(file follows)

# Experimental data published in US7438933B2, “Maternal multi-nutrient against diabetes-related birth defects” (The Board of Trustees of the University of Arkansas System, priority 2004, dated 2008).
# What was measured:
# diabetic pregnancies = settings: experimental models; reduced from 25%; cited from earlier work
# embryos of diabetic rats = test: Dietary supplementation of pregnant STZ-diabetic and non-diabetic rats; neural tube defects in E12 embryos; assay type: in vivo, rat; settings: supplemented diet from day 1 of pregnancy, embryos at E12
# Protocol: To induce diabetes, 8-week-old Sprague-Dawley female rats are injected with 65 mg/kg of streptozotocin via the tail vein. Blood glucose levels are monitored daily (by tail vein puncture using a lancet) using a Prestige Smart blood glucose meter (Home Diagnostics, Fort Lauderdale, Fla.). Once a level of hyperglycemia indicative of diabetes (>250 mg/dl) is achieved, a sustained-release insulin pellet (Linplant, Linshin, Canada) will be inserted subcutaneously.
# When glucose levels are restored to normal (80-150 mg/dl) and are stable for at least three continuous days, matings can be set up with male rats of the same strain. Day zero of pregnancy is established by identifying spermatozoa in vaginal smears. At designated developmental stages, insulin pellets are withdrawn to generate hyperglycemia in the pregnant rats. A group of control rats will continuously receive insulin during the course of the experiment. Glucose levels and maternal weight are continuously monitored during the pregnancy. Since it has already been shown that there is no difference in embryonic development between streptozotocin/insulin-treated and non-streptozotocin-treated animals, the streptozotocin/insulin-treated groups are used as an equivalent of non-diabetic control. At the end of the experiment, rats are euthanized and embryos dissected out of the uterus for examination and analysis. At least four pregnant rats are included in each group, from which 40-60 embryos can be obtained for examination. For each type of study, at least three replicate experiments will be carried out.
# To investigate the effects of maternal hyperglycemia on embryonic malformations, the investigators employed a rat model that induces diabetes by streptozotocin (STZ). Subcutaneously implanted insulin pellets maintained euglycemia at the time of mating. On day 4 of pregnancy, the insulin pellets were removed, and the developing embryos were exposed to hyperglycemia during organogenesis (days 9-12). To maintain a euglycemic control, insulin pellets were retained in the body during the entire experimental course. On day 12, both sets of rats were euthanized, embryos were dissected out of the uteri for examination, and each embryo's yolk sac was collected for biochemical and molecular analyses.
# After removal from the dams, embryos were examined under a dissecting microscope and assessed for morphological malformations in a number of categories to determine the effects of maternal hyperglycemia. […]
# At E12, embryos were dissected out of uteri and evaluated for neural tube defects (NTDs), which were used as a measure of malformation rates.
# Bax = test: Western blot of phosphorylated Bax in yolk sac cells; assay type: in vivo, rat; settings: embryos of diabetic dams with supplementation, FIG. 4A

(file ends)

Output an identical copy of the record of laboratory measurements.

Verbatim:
# Experimental data published in US7438933B2, “Maternal multi-nutrient against diabetes-related birth defects” (The Board of Trustees of the University of Arkansas System, priority 2004, dated 2008).
# What was measured:
# diabetic pregnancies = settings: experimental models; reduced from 25%; cited from earlier work
# embryos of diabetic rats = test: Dietary supplementation of pregnant STZ-diabetic and non-diabetic rats; neural tube defects in E12 embryos; assay type: in vivo, rat; settings: supplemented diet from day 1 of pregnancy, embryos at E12
# Protocol: To induce diabetes, 8-week-old Sprague-Dawley female rats are injected with 65 mg/kg of streptozotocin via the tail vein. Blood glucose levels are monitored daily (by tail vein puncture using a lancet) using a Prestige Smart blood glucose meter (Home Diagnostics, Fort Lauderdale, Fla.). Once a level of hyperglycemia indicative of diabetes (>250 mg/dl) is achieved, a sustained-release insulin pellet (Linplant, Linshin, Canada) will be inserted subcutaneously.
# When glucose levels are restored to normal (80-150 mg/dl) and are stable for at least three continuous days, matings can be set up with male rats of the same strain. Day zero of pregnancy is established by identifying spermatozoa in vaginal smears. At designated developmental stages, insulin pellets are withdrawn to generate hyperglycemia in the pregnant rats. A group of control rats will continuously receive insulin during the course of the experiment. Glucose levels and maternal weight are continuously monitored during the pregnancy. Since it has already been shown that there is no difference in embryonic development between streptozotocin/insulin-treated and non-streptozotocin-treated animals, the streptozotocin/insulin-treated groups are used as an equivalent of non-diabetic control. At the end of the experiment, rats are euthanized and embryos dissected out of the uterus for examination and analysis. At least four pregnant rats are included in each group, from which 40-60 embryos can be obtained for examination. For each type of study, at least three replicate experiments will be carried out.
# To investigate the effects of maternal hyperglycemia on embryonic malformations, the investigators employed a rat model that induces diabetes by streptozotocin (STZ). Subcutaneously implanted insulin pellets maintained euglycemia at the time of mating. On day 4 of pregnancy, the insulin pellets were removed, and the developing embryos were exposed to hyperglycemia during organogenesis (days 9-12). To maintain a euglycemic control, insulin pellets were retained in the body during the entire experimental course. On day 12, both sets of rats were euthanized, embryos were dissected out of the uteri for examination, and each embryo's yolk sac was collected for biochemical and molecular analyses.
# After removal from the dams, embryos were examined under a dissecting microscope and assessed for morphological malformations in a number of categories to determine the effects of maternal hyperglycemia. […]
# At E12, embryos were dissected out of uteri and evaluated for neural tube defects (NTDs), which were used as a measure of malformation rates.
# Bax = test: Western blot of phosphorylated Bax in yolk sac cells; assay type: in vivo, rat; settings: embryos of diabetic dams with supplementation, FIG. 4A